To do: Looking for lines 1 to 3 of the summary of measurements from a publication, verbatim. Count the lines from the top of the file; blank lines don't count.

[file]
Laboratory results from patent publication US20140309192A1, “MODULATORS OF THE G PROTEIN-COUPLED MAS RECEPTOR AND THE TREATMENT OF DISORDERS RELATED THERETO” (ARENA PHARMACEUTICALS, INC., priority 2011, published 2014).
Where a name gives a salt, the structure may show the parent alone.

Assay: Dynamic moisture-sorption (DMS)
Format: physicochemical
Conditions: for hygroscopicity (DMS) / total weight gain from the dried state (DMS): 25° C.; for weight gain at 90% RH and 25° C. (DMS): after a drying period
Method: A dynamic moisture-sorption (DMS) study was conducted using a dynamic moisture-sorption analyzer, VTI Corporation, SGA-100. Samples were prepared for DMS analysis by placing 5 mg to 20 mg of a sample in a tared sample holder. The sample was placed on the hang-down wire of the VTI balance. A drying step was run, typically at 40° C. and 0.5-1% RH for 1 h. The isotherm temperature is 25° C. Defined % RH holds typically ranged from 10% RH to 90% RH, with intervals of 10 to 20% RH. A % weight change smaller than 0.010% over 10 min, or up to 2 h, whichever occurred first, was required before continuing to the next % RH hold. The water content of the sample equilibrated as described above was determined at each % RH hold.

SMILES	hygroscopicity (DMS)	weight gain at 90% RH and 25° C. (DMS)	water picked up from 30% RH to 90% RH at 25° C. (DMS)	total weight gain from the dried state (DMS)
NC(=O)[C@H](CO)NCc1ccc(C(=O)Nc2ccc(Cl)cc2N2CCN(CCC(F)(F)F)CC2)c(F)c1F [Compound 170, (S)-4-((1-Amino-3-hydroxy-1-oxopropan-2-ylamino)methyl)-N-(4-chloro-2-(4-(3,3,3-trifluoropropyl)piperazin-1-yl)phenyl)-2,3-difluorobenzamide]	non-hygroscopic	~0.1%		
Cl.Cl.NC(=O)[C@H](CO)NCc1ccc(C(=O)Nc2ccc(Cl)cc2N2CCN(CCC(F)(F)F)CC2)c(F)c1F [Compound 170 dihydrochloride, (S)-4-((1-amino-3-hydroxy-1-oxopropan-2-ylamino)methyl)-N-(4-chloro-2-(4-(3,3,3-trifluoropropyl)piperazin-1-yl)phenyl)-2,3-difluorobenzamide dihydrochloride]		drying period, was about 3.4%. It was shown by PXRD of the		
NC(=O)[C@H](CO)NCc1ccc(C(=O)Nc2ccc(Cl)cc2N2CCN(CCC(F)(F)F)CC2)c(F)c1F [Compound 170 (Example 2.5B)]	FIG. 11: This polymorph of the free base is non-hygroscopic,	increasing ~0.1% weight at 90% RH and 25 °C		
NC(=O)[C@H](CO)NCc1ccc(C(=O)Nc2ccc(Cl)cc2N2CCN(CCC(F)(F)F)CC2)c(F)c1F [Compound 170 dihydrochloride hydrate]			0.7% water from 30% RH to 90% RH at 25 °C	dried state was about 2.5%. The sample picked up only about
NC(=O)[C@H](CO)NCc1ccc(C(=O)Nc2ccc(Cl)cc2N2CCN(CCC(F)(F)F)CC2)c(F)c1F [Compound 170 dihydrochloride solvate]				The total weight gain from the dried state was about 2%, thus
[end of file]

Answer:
Laboratory results from patent publication US20140309192A1, “MODULATORS OF THE G PROTEIN-COUPLED MAS RECEPTOR AND THE TREATMENT OF DISORDERS RELATED THERETO” (ARENA PHARMACEUTICALS, INC., priority 2011, published 2014).
Where a name gives a salt, the structure may show the parent alone.

Assay: Dynamic moisture-sorption (DMS)